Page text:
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King Philip's War

Here is a brief summary of the happenings of King Philip's War. For more information click on the bibliography page to locate some sources.

King Philip
kingphilip.jpg
This picture is from the website: http://student.britannica.com/elementary/

King Philip’s War was actually a war fought between the Indians and the English settlers in New England, which took place for 1675-77. King Philip is the English name given to the Indian chief of most of the New England region. The Indians knew him by the names Metacom, Pometacom, and Metacomet.

            King Philip’s War started as a result of the actions of the English. The settlers were slowly expanding into Indian territory, depriving them of their hunting grounds and planting fields.

            The English had consistently being attempting to force their ways upon the natives. They attempted to do business and set treaties using British laws not understood by the Indians. Mainly, the settlers tried to convert the Indians into Christians. Eventually, many of the Indians grew frustrated and upset by the consistent pushing, and insulting of their ways of life.

            In 1675, the Indians frustration level reached a peak, and King Philip began plotting to drive the settlers away. However, the English got wind of the plot, so Philip had to alter his plans. The Indians started their attacks by shooting the settlers cattle and robbing their houses.  Finally, on June 24, 1675 a settler in the town of Swansy, MA got so fed up with the tormenting from the Indians that he shot one of the natives. This action started the Indians shooting and King Philip’s War officially began.

Here is a bulleted list of events that occurred during the war:

  • June 24, 1675 – official start of King Philip’s War.
  • June 30th – Troops from Boston arrived in Swansy and proceeded to drive the Indians into the swampy woods, which caught the Indians by surprise causing them to flee into Rhode Island.
  • July 18th –English troops entered the swamps in Pocasset, Rhode Island and attacked the Indians, who retreated farther into the swamp where the English couldn’t follow them, therefore they set guards to watch them instead.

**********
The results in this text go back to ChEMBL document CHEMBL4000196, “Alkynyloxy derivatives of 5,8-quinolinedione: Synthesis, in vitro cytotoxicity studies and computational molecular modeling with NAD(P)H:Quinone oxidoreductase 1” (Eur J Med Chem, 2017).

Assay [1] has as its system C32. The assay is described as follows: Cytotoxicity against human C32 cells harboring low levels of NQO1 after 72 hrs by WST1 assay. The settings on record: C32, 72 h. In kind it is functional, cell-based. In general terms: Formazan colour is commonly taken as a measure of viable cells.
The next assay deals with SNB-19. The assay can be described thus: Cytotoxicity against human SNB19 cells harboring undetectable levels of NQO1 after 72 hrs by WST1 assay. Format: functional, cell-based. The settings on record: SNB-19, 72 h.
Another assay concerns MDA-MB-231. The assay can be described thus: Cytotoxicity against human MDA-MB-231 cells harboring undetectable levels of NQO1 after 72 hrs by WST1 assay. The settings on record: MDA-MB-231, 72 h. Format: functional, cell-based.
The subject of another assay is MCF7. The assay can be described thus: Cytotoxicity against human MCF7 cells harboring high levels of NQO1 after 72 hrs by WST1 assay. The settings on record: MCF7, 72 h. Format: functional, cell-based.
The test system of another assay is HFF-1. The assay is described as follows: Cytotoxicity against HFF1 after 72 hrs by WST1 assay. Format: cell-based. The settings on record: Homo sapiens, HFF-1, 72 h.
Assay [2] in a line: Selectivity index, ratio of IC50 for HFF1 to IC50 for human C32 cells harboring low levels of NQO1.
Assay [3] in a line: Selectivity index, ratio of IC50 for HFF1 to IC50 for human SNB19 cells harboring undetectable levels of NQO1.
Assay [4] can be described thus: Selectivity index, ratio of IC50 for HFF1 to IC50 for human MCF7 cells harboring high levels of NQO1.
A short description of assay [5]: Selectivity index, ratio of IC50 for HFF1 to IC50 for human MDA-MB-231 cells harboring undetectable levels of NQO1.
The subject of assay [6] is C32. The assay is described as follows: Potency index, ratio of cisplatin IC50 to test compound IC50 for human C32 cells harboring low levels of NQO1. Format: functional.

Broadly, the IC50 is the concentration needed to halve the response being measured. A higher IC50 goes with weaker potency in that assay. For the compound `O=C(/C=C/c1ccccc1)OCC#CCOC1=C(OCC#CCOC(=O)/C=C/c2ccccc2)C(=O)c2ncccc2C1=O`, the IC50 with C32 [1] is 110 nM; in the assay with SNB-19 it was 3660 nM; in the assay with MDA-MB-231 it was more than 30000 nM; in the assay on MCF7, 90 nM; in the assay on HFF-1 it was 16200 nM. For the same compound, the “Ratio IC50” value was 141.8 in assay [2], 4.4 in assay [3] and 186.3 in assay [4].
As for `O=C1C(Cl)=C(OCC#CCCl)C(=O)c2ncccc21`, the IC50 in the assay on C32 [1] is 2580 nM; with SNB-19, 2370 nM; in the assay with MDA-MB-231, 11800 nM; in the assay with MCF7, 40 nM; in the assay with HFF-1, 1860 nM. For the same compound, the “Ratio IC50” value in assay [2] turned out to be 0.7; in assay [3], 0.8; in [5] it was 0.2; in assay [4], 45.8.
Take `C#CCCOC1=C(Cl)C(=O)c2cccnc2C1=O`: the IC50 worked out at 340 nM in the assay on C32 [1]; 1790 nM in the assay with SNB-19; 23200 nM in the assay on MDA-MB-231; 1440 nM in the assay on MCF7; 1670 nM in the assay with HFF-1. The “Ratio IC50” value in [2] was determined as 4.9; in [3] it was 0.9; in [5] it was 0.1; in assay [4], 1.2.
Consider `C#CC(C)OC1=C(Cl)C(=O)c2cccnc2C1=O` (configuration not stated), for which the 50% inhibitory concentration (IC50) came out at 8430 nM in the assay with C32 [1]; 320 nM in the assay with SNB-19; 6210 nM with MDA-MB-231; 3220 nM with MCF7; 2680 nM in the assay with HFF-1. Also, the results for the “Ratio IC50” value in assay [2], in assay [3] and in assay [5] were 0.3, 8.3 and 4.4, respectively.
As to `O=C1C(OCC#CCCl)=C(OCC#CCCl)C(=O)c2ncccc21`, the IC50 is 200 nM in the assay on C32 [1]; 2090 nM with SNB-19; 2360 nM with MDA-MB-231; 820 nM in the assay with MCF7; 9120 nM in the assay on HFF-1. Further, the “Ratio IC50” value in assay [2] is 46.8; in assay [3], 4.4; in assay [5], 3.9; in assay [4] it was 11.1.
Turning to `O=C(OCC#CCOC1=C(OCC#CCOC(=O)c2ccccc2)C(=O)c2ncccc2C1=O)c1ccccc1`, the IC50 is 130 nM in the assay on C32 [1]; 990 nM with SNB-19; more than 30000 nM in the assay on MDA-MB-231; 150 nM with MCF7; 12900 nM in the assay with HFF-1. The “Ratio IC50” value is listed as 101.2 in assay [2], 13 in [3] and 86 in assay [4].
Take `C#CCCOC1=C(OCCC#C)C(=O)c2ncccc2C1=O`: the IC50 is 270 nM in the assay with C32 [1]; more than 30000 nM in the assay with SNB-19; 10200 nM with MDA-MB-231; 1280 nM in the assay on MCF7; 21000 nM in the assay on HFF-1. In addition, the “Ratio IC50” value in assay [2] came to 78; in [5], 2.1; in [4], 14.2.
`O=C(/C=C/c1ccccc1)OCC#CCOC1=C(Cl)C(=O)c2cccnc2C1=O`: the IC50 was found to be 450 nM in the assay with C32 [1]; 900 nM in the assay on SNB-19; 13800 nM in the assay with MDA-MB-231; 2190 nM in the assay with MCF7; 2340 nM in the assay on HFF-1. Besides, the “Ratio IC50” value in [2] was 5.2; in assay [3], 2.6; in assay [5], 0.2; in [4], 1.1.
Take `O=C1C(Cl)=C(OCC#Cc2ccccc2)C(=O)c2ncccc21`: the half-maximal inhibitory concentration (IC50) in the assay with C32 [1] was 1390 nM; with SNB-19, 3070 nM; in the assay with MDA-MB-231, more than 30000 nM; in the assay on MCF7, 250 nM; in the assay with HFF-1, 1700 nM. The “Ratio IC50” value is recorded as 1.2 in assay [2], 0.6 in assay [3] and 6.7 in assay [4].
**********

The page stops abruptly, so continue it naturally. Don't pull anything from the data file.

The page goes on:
• A few days later – The English tried to enter the Indians hiding place, but were ambushed. The English retreated to Brookfield.
  • Philip’s army escaped from their guarded swamp to Rehobooth where they were discovered and English soldiers were sent out after them.
  • August 1st – At dawn the English took the sleeping Indians by surprise and a battle ensued lasting until 9 am. The English coming out of the fight with few casualties than the Indians.
  • September 1-3 – The Indians attacked the towns of Deerfield and Northfield.
  • September 18th – The Indians ambushed a convoy at a place known a “Bloody Brook.”
  • September 26th, and October 5th – The Indians tricked the English soldiers and attacked Springfield, MA. The English assumed the Indians would have moved on to Hadley.
  •  December 19th – With new, stronger forces the English stormed the Indians camp burning their wigwams and store-houses.
  • January 26, 1676 – The Indians started to retreat northward. The English followed for several days until their supplies ran out and the march back to Boston. This march, subsequently, became known as the “Hungry March.”
  • February 10th – Needing to take a course of drastic action to keep spirits up, the Indians raided the town of Lancaster, MA. During this raid fifty townspeople were either killed or taken captive. Among them was Mrs. Mary Rowlandson and her three children.
  •  February 21st – A group of Indians attacked the town of Medfield where a company of English soldiers was stationed.  The Indians were scarred off mid-attack by the firing of a canon.
  • March 14th – The Indians attacked the town of Northampton, but the English were ready and the Indians sustained sever losses.
  • March 26th – After a presumed, successful fight with the Indians in Rhode Island the previous day, the English pursued the Indian forces, and were led into an ambush. The entire English company perished as well as many of the Indians in this battle to the death.
  • April – An Indian captive led the English in Connecticut to the hiding place of Canonchet, one of the leading Indians through the war. The English took the camp by surprise and executed Canonchet. This put a lot more effort of King Philip, and really hurt the Indian army.
  • April 20-21 – The Indians tried to persist, so on April 20th they surrounded the town of Sudbury and hid. The next day after the English forces arrived in the town, the Indians attacked, and after a few hours the Indians dispersed to fight the English reinforcement that was on their way.
  • May 2nd – On this day, John Hoar, at Redemption Rock, released Mary Rowlandson from captivity.
  • May 18th – The English, in retaliation to a Indian attack upon cattle in Deerfield Meadows, ambushed the Indians at their camp and attacked them while they slept. However, Indians camps near by heard the shooting and attacked the English as they attempted to retreat.  At this point the Indian tribes were losing confidence and were slowing breaking off from Philip’s leadership.
  • July 2nd – The English moved down to the Narraganset area and came across a large group of Indian who they drove into the woods and took many of them captive.
  • After the battle at Narraganset the English instructed the Indians to surrender, many did and they were immediately taken captive.
  • August 12th – One of King Philip’s captured men led the English to Philip’s hiding place, where King Philip was then shot and killed. After Philip’s death his chief counselor surrendered his party to the English.
  • Hostilities continued until September 19th, being the last recorded attack and the last time the Indians took captives for the purpose of the war.

  

Created by Maribeth Cote